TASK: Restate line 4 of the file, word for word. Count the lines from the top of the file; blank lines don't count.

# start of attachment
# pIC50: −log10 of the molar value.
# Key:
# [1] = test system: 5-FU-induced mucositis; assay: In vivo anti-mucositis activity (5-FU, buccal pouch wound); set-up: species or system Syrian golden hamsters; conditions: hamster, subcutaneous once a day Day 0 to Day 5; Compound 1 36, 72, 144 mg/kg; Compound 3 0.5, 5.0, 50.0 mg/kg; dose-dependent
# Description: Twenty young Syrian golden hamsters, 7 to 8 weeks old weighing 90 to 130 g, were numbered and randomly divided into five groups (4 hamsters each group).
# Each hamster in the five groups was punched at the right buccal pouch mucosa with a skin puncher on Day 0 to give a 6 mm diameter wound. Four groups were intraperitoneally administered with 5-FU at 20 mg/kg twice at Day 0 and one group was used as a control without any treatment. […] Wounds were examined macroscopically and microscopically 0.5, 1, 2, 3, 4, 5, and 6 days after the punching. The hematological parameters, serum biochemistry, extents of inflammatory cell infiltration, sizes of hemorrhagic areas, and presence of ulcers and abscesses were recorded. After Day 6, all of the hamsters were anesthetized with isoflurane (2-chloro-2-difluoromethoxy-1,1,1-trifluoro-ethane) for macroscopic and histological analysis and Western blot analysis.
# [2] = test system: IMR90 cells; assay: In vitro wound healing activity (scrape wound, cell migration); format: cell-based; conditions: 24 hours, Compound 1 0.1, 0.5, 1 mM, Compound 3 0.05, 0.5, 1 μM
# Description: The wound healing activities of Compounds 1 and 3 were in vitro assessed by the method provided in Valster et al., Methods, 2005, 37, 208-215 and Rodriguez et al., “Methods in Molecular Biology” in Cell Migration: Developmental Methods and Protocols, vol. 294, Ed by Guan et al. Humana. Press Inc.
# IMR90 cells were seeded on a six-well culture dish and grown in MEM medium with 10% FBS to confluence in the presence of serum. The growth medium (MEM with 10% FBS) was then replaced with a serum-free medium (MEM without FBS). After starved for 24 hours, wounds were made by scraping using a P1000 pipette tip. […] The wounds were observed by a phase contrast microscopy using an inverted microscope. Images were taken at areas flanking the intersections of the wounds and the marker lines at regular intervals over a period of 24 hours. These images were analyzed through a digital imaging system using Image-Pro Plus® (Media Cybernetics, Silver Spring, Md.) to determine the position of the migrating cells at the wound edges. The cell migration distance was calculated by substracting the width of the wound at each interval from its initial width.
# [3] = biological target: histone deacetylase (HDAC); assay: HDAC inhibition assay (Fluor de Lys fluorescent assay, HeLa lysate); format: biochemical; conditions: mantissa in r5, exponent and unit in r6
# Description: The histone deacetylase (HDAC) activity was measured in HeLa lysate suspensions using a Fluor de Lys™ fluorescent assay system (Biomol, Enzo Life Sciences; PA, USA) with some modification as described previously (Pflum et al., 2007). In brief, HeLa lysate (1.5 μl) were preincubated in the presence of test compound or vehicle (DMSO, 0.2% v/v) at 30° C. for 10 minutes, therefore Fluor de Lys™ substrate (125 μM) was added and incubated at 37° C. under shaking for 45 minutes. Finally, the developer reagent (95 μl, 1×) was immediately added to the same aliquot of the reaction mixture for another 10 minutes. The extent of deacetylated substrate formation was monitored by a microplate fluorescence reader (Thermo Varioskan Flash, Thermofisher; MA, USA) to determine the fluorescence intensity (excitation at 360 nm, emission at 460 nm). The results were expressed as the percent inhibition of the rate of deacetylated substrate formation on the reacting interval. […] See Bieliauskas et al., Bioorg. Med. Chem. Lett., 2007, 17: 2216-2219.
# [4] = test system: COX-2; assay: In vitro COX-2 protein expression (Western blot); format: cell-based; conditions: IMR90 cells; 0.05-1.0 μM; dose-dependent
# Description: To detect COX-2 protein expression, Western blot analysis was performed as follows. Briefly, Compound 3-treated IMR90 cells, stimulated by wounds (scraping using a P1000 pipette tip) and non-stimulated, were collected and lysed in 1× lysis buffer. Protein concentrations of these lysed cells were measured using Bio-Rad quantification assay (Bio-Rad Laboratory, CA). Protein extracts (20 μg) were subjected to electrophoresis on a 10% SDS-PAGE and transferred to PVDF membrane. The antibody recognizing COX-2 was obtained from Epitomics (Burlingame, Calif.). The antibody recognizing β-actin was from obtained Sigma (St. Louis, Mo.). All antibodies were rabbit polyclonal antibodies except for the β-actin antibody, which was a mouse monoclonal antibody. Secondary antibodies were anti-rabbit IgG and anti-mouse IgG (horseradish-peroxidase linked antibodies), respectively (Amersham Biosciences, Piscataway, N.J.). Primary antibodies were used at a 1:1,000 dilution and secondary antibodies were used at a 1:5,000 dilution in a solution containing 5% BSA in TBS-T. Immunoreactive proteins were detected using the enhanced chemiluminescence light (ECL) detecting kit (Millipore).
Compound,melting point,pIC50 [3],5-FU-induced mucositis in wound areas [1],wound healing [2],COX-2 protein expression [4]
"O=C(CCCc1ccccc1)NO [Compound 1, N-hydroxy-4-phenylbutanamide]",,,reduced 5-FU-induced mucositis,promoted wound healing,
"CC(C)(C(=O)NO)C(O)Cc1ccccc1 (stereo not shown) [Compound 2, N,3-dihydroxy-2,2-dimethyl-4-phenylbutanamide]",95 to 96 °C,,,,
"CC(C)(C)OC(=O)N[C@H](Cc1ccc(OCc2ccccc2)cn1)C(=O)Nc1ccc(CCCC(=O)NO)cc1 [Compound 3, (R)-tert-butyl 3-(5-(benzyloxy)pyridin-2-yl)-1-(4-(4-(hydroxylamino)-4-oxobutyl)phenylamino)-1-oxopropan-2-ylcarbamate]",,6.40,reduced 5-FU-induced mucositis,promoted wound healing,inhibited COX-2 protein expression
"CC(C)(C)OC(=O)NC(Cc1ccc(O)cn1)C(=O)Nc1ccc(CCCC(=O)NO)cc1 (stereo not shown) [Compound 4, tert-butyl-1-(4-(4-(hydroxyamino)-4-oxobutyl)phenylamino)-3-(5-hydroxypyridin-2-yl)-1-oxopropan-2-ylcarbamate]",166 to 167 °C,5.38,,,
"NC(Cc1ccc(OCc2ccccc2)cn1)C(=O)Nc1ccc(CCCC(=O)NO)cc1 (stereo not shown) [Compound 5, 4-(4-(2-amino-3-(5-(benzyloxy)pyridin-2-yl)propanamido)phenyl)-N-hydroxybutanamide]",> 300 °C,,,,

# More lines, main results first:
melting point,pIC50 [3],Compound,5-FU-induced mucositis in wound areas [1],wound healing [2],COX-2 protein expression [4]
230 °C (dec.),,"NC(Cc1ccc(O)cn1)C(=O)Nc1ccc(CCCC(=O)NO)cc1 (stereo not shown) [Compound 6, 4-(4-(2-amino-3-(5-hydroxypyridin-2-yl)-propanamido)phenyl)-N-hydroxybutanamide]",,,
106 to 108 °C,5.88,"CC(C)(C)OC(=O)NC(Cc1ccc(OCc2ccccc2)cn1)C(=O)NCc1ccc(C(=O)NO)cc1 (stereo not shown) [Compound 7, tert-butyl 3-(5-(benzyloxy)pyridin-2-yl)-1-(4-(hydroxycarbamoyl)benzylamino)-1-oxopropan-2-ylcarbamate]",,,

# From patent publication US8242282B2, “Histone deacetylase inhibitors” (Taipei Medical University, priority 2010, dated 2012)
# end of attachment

# Description: Twenty young Syrian golden hamsters, 7 to 8 weeks old weighing 90 to 130 g, were numbered and randomly divided into five groups (4 hamsters each group).